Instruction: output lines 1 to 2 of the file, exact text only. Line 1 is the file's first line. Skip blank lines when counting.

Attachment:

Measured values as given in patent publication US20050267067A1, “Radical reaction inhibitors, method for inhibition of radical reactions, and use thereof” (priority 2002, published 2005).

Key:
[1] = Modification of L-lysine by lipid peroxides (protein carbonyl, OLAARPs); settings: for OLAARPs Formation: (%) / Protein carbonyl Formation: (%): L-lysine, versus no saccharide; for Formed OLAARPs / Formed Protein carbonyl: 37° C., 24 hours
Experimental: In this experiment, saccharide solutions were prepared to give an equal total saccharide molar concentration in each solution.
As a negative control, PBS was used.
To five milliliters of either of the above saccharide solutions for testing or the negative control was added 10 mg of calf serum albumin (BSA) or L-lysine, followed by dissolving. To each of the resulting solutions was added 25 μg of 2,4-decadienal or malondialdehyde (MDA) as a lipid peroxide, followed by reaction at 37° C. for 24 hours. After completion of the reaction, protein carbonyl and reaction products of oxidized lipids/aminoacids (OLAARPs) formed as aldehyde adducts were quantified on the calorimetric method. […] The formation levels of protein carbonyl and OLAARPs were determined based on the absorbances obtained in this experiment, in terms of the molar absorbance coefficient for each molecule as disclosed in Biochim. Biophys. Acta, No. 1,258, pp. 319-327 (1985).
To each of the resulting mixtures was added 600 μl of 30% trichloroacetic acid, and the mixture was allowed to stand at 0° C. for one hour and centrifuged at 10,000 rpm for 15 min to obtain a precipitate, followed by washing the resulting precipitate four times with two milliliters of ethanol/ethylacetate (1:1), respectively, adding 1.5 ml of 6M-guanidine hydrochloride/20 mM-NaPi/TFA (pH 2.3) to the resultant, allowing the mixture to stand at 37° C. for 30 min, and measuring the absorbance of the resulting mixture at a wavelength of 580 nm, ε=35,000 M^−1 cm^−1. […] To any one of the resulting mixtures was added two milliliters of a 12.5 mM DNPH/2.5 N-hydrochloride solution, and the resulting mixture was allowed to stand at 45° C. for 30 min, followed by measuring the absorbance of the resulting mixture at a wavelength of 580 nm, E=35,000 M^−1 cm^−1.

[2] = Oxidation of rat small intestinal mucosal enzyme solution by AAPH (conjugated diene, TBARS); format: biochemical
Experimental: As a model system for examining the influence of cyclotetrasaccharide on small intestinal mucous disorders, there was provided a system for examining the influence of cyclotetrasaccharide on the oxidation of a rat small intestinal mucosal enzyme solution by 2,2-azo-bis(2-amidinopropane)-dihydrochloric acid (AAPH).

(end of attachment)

Measured values as given in patent publication US20050267067A1, “Radical reaction inhibitors, method for inhibition of radical reactions, and use thereof” (priority 2002, published 2005).

Key: